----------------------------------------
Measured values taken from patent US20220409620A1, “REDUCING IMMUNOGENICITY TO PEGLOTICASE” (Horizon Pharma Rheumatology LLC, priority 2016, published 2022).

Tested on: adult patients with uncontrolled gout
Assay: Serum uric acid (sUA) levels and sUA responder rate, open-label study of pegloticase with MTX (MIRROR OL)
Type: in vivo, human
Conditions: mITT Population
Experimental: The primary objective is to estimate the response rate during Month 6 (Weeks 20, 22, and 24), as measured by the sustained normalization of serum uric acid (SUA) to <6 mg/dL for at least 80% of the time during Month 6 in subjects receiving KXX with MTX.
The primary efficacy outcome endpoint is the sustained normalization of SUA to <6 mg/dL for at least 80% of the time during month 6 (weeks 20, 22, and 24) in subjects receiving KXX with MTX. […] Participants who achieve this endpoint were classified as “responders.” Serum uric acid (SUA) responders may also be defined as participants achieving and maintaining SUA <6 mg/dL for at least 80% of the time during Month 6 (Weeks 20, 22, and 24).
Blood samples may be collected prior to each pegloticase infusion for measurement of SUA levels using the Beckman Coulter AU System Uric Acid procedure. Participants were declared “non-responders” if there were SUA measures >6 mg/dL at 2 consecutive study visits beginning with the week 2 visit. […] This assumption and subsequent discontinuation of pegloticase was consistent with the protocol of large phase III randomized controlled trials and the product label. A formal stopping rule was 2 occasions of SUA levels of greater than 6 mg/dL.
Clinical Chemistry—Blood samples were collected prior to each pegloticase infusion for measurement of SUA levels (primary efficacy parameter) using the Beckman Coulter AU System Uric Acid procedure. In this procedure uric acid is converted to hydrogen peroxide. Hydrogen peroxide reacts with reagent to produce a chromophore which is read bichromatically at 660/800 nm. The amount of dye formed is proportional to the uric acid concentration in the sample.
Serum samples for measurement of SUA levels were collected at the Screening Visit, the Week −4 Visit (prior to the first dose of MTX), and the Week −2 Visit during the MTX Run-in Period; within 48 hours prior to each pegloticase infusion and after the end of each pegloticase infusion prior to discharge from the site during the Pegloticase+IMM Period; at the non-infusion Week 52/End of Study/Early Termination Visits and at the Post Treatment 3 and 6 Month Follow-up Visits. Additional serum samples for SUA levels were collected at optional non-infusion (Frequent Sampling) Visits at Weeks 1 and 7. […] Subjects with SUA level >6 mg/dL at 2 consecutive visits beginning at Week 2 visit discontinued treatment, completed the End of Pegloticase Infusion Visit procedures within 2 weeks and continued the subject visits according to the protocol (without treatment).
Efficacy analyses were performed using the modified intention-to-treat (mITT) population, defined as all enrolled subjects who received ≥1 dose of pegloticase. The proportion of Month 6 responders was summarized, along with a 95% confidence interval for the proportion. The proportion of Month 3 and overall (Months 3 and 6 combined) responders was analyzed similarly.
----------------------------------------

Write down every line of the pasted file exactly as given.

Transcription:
Measured values taken from patent US20220409620A1, “REDUCING IMMUNOGENICITY TO PEGLOTICASE” (Horizon Pharma Rheumatology LLC, priority 2016, published 2022).

Tested on: adult patients with uncontrolled gout
Assay: Serum uric acid (sUA) levels and sUA responder rate, open-label study of pegloticase with MTX (MIRROR OL)
Type: in vivo, human
Conditions: mITT Population
Experimental: The primary objective is to estimate the response rate during Month 6 (Weeks 20, 22, and 24), as measured by the sustained normalization of serum uric acid (SUA) to <6 mg/dL for at least 80% of the time during Month 6 in subjects receiving KXX with MTX.
The primary efficacy outcome endpoint is the sustained normalization of SUA to <6 mg/dL for at least 80% of the time during month 6 (weeks 20, 22, and 24) in subjects receiving KXX with MTX. […] Participants who achieve this endpoint were classified as “responders.” Serum uric acid (SUA) responders may also be defined as participants achieving and maintaining SUA <6 mg/dL for at least 80% of the time during Month 6 (Weeks 20, 22, and 24).
Blood samples may be collected prior to each pegloticase infusion for measurement of SUA levels using the Beckman Coulter AU System Uric Acid procedure. Participants were declared “non-responders” if there were SUA measures >6 mg/dL at 2 consecutive study visits beginning with the week 2 visit. […] This assumption and subsequent discontinuation of pegloticase was consistent with the protocol of large phase III randomized controlled trials and the product label. A formal stopping rule was 2 occasions of SUA levels of greater than 6 mg/dL.
Clinical Chemistry—Blood samples were collected prior to each pegloticase infusion for measurement of SUA levels (primary efficacy parameter) using the Beckman Coulter AU System Uric Acid procedure. In this procedure uric acid is converted to hydrogen peroxide. Hydrogen peroxide reacts with reagent to produce a chromophore which is read bichromatically at 660/800 nm. The amount of dye formed is proportional to the uric acid concentration in the sample.
Serum samples for measurement of SUA levels were collected at the Screening Visit, the Week −4 Visit (prior to the first dose of MTX), and the Week −2 Visit during the MTX Run-in Period; within 48 hours prior to each pegloticase infusion and after the end of each pegloticase infusion prior to discharge from the site during the Pegloticase+IMM Period; at the non-infusion Week 52/End of Study/Early Termination Visits and at the Post Treatment 3 and 6 Month Follow-up Visits. Additional serum samples for SUA levels were collected at optional non-infusion (Frequent Sampling) Visits at Weeks 1 and 7. […] Subjects with SUA level >6 mg/dL at 2 consecutive visits beginning at Week 2 visit discontinued treatment, completed the End of Pegloticase Infusion Visit procedures within 2 weeks and continued the subject visits according to the protocol (without treatment).
Efficacy analyses were performed using the modified intention-to-treat (mITT) population, defined as all enrolled subjects who received ≥1 dose of pegloticase. The proportion of Month 6 responders was summarized, along with a 95% confidence interval for the proportion. The proportion of Month 3 and overall (Months 3 and 6 combined) responders was analyzed similarly.